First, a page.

Hang up on jokey TSTT case

TSTT House, Port of Spain. File photo
TSTT House, Port of Spain. File photo

FRIDAY’S ruling by the Court of Appeal that the Telecommunication Services (TSTT) is a public body subject to the Freedom of Information Act was an inevitable outcome which now provides clarification on a matter that should never have required clarification in the first place.

At a time of great economic strain, this case was a flagrant waste of TSTT’s scarce resources and a manifestly transparent attempt to frustrate the ability of people to get information.

Two years ago, activist Ravi Balgobin-Maharaj asked the company to disclose rudimentary things like: What are the salaries of executive management? What stipend is paid to directors?

In reply, TSTT claimed it was not a public body and therefore, the freedom of information legislation did not apply to it.

To his credit Mr Balgobin-Maharaj took the matter to court.

At the High Court, lawyers acting for TSTT sought to advance an argument that defied common sense: the company is not owned or controlled by the State and, therefore, it is not a public authority.

Except, as the Court of Appeal has now inevitably found, the company is owned and controlled by the State and is a public authority.

But not only did it state the obvious, but the court on Friday also disclosed that lawyers for TSTT had asked the court to ignore matters on the public record. Do not consider a list of directors published in the Gazette, they said.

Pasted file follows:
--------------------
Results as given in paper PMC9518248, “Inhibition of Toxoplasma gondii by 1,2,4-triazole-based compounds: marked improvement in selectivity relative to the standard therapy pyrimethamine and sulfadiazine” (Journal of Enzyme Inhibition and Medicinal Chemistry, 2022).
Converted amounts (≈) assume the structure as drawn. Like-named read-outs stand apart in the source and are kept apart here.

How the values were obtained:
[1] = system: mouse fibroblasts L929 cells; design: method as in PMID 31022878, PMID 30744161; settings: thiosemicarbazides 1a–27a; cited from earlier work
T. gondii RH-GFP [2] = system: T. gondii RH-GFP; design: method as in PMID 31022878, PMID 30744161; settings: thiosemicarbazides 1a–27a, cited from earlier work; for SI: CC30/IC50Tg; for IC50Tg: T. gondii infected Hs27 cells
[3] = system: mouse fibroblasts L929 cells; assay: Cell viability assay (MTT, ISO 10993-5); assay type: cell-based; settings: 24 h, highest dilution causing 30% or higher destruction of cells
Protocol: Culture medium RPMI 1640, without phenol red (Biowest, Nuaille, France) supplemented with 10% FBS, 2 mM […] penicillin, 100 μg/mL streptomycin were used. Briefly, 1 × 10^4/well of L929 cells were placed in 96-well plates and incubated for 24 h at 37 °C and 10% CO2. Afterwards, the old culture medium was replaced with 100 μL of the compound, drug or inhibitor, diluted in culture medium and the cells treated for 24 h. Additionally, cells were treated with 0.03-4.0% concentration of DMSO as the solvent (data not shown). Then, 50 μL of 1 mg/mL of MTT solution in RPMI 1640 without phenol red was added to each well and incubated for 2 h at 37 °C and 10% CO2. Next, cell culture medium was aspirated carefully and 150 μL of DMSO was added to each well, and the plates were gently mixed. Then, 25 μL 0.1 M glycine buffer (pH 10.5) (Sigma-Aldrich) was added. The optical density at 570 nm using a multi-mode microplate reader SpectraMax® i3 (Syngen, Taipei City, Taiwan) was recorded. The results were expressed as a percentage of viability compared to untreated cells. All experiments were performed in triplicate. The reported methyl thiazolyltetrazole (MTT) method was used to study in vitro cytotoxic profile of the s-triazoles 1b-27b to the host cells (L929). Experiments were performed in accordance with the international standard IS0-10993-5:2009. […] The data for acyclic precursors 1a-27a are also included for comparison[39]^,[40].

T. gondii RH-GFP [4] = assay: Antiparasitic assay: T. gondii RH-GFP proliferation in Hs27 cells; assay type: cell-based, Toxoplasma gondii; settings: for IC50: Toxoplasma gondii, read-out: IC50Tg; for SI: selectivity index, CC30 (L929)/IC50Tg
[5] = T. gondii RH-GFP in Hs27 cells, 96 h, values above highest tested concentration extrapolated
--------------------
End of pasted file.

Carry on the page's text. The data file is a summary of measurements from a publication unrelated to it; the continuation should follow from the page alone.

Not only did TSTT wish to control the flow of information under the legislation on the basis of legal sophistry, but it also sought to get the judges to close their eyes to matters already public.

That dangerous overreach, which has been soundly rejected by the court, betrays a worrying attitude to freedom of information more generally in this country.

There are some who may perceive Mr Balgobin-Maharaj’s views and activities as aligned with the interests of the Opposition. His lead counsel was former UNC attorney general Anand Ramlogan (who is, incidentally, an expert on the freedom of information law).

But it should not matter who is asking for the information. Nor should it matter why they want it.

Either we have a Freedom of Information Act or we don't. If there is a desire to repeal the legislation, then the government of the day should do so and face the consequences at the next general election.

It was always absurd for Cabinet ministers to claim TSTT is not a public body and therefore not subject to Cabinet oversight. Such a jokey argument cannot be made after two successive Supreme Court rulings on this matter.

The Government must not sanction an appeal of this case.


"Hang up on jokey TSTT case"

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